Leadville Race Series owner and producer Life Time, Inc., recently announced a partnership with Lake County School District. Specifically, the Life Time Foundation, a 501(c)(3) non-profit and charitable arm of Life Time, has partnered with the Lake County School District (LCSD) to increase the amount of scratch-cooked and freshly prepared meals and to assist in the procurement of foods that positively impact a student’s health. The partnership will impact more than 1,000 students across Lake County’s four schools over the course of the next three years.
The partnership officially kicked off earlier this summer with an immediate grant of approximately $88,000 to help LCSD cover costs related to helping families and students during the COVID-19 crisis. The grant specifically helped to fund free meal delivery for students throughout the summer months.
Of the grand total of $220,920 in grant funding for the district, $65,920 was generated by 212 Leadville Race Series athletes who generously chose to donate their already-paid registration fees to the Life Time Foundation after all of the Leadville Race Series (LRS) events were cancelled this summer due to COVID-19. The remaining $155,000 was generated by over 2,000 participants of the Leadville 100,000 Foot Challenge, a virtual challenge put together by the LRS in which riders had eight weeks and runners had 10 weeks to complete 100,000 feet of elevation gain.
“We’re extremely excited to have Lake County on-board as one of our national school partners in the fight for healthier food,” said President of Events and Media at Life Time, Kimo Seymour, who also serves on the Life Time Foundation Board of Directors. “Leadville and the greater community has truly become an extension of our Life Time family and to be able to deepen our impact here is important to us all.”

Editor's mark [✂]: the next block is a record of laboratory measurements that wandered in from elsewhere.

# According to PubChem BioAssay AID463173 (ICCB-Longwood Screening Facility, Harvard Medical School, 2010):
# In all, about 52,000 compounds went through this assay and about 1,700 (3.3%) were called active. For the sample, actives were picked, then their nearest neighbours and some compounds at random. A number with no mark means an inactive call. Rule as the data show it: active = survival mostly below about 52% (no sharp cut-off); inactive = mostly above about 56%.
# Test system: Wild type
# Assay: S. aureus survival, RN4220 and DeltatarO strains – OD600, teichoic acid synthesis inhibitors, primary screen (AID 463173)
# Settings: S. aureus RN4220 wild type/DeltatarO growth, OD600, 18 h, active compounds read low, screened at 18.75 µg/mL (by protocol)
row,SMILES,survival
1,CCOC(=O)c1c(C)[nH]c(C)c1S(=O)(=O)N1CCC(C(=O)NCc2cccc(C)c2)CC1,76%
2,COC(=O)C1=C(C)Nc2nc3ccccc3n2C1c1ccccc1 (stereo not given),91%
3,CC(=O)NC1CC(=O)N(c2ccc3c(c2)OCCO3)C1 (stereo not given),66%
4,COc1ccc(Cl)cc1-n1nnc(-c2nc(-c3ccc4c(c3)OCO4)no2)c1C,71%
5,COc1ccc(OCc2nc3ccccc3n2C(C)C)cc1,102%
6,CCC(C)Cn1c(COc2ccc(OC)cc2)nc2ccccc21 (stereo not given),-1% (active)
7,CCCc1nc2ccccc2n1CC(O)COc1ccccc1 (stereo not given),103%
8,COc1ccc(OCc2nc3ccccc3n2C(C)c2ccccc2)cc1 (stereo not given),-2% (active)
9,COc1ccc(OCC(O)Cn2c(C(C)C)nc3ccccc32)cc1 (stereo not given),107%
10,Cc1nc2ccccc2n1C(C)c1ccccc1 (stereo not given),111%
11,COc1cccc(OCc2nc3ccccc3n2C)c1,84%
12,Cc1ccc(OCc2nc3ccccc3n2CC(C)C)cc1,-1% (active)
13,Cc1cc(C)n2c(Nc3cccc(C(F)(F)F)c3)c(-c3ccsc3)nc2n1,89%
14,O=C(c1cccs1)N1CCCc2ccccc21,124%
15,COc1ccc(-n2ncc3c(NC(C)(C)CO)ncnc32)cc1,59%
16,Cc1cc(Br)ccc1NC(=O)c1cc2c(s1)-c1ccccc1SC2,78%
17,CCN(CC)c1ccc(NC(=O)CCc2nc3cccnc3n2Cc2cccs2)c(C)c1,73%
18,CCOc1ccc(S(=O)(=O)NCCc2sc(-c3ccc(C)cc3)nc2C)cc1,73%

Moving forward, this three year partnership will center around the creation of sustainable change through the procurement of clean-label foods and increase of meals cooked from scratch, while helping the district keep highly-processed foods out of school meals. The Life Time Foundation’s main commitment with the district will be to serve as a supportive partner in removing what they call the “harmful seven,” highly processed and artificial ingredients identified as negatively impacting student’s health. These ingredients include: trans fats and hydrogenated oils, high-fructose corn syrup, hormones and antibiotics, processed and artificial sweeteners, artificial colors & flavors, artificial preservatives and bleached flour.
With support from the district’s administration, LCSD’s food services team, led by Director of Food Services Julie Mehle, has existing scratch-cooking practices in place that will help create a solid foundation from which the new partnership will be built. The collaboration between both organizations kicked off with guidance by a chef and school food expert, which led to improvements to its menus, including the introduction of locally-sourced beef patties. The district is currently exploring other opportunities for local partnerships.
“We are very impressed with the district’s passion and Ms. Mehle’s personal commitment to our partnership and we are excited to begin assisting with “harmful seven”-free food procurement, staff training, and possible software and equipment needs that the scratch cooking approach requires,” said Registered Dietitian and Life Time Foundation Nutrition Project Manager Megan Flynn.
The district’s goal of offering a menu free of the “harmful seven” begins with an initial label review, which will later be conducted annually to track progress by Flynn. Outside of the school kitchens, the Life Time Foundation’s education curriculum, “Hooray 4 Healthy,” will be made available for students and parents.
As of August, the Life Time Foundation was partnering with 25 school districts across the country, which represent 242 million meals served to 1.5 million students per year.